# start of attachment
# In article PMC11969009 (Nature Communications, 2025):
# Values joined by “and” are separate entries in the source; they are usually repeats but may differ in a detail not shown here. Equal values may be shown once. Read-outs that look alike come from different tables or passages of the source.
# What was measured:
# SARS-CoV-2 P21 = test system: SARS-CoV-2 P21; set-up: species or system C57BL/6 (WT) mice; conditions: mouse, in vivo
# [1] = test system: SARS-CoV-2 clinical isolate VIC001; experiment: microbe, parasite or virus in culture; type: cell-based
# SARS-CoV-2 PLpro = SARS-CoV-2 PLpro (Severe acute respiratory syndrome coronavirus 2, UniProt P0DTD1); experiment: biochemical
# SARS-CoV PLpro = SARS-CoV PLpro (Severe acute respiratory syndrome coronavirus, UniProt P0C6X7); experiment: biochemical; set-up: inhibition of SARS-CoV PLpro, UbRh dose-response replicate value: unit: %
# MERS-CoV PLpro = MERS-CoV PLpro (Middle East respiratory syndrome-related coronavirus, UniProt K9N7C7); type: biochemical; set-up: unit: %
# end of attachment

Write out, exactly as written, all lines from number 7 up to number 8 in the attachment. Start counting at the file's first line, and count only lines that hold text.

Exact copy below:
# SARS-CoV PLpro = SARS-CoV PLpro (Severe acute respiratory syndrome coronavirus, UniProt P0C6X7); experiment: biochemical; set-up: inhibition of SARS-CoV PLpro, UbRh dose-response replicate value: unit: %
# MERS-CoV PLpro = MERS-CoV PLpro (Middle East respiratory syndrome-related coronavirus, UniProt K9N7C7); type: biochemical; set-up: unit: %